Cliff had a dry humour that the audience warmed to instantly. Casually referring to masturbation in your opening statement is a great way to break the ice with an audience of 200 odd strangers, it seems.
After the session, the three of us were all visited by several audience members at the signing table and signed a number of books. Those that I spoke to seemed to have enjoyed the session. Some had even read my book, but I was most chuffed when two separate people said they enjoy my columns in the paper (I’m constantly wracked with fear that my columns suck / I’m about to be sacked and guilt that I’m squandering a golden opportunity to talk about important things etc etc, but that’s a self-indulgence for another blog post).

To the kind person who said, ‘I even read your blog!’, all I can say is you must be crazier than I am.

The signing table
Photo courtesy of NZ Festival's facebook page (C) Robert Catto
On Saturday night I went along to the VUP party, which doubled as the launch of Harry Ricketts’ poetry collection ‘Then Just’ (strike that, reverse it). Good food and nibbles, good poetry, good company, good times.

Sunday I managed to get along to Alan Hollinghurst’s session with Finlay MacDonald, who surely must be one of the best chairs/interviewers for these sorts of events in the country: personable, funny, well-prepared, unafraid to probe. Part of me hopes to one day sit down one-on-one with him in front of an audience, but part of me dreads the things he’ll trawl up from the internet (!) and the admissions he’ll coax out of me.

Then it was on to the “Industry Drinks” put on by Creative NZ, which were held at the Library Bar (the venue for my book launch back in July 2010). I got to speak to several international authors, but the highlight (if that’s the word) was talking to some of the Creative NZ people. I worked two days a week in the CNZ accounting office for almost two years while I was a student at Vic. This was eight or nine years ago now, but a surprising number of CNZ staff from that time are still around and were there on Sunday. None remembered me.
‘But I used to come around every month and drop off the photocopy of your phone bill so you could identify your personal calls and refund the money?’ I said, plaintively.

(I wanted to be a writer back then. I even did the short fiction workshop up at Vic while working there. And the thing about playing with a datestamp to make impossible dates that features in my story ‘Oh! So Careless’ comes from working at CNZ.)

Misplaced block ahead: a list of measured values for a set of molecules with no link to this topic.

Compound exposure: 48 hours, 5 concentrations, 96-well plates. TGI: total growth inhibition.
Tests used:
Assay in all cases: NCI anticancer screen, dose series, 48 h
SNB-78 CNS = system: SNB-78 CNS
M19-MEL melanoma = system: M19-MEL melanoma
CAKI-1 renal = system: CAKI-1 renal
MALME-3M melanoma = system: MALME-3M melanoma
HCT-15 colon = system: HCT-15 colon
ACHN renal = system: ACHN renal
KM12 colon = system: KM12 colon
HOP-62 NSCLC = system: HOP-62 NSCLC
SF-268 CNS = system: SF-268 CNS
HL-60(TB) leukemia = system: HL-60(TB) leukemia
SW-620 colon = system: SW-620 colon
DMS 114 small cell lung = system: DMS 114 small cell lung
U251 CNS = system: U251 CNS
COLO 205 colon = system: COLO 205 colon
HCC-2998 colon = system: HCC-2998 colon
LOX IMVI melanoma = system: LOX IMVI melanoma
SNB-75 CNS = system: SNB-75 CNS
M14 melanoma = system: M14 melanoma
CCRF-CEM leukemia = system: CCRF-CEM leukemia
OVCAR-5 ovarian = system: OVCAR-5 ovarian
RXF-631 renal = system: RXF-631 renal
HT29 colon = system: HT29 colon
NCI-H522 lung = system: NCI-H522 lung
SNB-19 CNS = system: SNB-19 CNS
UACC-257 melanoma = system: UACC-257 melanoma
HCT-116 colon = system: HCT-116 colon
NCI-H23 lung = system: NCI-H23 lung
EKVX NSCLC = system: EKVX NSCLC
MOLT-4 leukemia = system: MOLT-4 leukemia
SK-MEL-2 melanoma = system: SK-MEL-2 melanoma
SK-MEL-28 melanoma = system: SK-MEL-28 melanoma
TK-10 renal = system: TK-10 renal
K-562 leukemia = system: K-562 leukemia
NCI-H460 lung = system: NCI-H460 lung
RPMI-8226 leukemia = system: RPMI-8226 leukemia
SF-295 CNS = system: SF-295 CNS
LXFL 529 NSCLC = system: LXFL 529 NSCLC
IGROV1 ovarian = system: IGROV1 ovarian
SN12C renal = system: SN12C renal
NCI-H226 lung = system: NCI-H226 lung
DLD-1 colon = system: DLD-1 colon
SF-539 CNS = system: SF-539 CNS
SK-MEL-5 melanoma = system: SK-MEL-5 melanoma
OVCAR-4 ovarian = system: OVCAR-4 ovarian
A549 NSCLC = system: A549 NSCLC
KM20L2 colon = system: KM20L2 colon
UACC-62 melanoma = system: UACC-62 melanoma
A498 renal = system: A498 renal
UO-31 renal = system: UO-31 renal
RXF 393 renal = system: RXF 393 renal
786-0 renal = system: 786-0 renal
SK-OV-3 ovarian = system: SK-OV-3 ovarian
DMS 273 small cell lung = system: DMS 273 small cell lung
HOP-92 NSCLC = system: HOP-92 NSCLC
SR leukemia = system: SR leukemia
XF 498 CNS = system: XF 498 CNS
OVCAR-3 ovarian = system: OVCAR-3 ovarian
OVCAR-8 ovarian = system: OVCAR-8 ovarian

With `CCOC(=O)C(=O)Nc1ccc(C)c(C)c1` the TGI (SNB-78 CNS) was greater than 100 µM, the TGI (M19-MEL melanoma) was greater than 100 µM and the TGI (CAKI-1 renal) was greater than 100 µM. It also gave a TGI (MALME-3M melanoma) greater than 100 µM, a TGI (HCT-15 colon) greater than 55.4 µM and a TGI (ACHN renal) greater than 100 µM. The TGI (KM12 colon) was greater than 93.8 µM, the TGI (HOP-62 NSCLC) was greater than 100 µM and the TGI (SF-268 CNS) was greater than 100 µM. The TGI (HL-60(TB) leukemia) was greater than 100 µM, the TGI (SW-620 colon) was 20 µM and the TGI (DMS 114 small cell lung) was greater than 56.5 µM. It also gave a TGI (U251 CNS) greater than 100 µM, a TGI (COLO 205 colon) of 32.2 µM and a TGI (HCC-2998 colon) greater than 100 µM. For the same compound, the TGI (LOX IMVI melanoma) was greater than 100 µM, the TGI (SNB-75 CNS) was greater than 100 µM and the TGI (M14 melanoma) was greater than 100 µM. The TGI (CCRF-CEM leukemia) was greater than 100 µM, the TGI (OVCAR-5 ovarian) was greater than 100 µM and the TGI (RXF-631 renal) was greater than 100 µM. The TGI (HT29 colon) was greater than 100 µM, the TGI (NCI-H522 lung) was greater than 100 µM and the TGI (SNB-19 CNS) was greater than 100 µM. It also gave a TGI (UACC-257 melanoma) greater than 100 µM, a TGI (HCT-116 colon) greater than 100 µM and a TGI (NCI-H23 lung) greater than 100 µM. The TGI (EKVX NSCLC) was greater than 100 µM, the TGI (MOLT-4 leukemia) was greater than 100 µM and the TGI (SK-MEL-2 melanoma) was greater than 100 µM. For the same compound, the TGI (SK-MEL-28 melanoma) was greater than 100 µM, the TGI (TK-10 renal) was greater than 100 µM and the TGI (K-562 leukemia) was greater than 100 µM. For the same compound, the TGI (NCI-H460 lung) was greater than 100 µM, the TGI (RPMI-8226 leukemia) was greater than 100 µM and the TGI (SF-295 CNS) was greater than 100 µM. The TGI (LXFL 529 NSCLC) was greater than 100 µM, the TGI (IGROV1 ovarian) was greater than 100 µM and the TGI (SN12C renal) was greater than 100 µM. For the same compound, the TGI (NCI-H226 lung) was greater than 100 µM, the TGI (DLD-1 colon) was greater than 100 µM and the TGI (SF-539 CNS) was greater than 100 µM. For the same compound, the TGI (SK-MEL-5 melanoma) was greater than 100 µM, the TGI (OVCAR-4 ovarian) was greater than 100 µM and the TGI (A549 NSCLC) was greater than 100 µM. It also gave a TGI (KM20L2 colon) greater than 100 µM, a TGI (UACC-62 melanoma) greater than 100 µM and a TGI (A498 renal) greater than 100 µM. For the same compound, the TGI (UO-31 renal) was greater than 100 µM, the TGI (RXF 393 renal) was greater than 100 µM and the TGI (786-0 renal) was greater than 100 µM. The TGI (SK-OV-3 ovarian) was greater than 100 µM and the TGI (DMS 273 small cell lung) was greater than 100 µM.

So was finally being published, appearing at the festival and getting invited to a CNZ boozer as rewarding as I thought it might be back in 2003?

Not really. Nine years is a long time and they seem like nice people.

I did manage to corral a newer CNZ staff member who coordinates a lot of the writer’s residency applications and deploy (in the most cynical, self-serving fashion) a few juicy sound-bites about the need for more literary connections with Australia and the South Pacific…

The sell-out crowd for Jo Nesbo's session
Photo courtesy of NZ Festival's facebook page (C) Robert Catto
On Monday, Hamish, Ellie and I were driven to Masterton for a repeat of our ‘Emerging Writers’ session, though this time we were chaired by David Hedley (owner of the best independent book store in town and a man with more rock’n’roll connections than a mere mortal can fathom – “Every time I run into Eric Clapton these days I just think, ‘You are so straight! What happened to you, man!” etc etc).

Again, the session went well (aside from a few audience members complaining about the sound system – it didn’t help only having two mics for four people, and a few coughing fits from the audience). I read the second half of ‘Manawatu’, which seemed to play alright (I suspect it would have done better if it was called ‘Wairarapa’, but thems the breaks).

Click here for an account of our Masterton session on the Booksellers NZ blog.

[Edit: You can also read my Dominion Post column from 24 March, which is mostly about the festival, here.]
I saw a couple of sessions when I got back to Wellington and then today (Tuesday) I had to go back to work at the Ministry. Bugger eh?

Oh well, I’m off to eat and drink on someone else’s dime again tonight. If only it was Writers and Readers Week every week!


Vanda Symon said...

Next time, Craig, frisbee next time...

Craig Cliff said...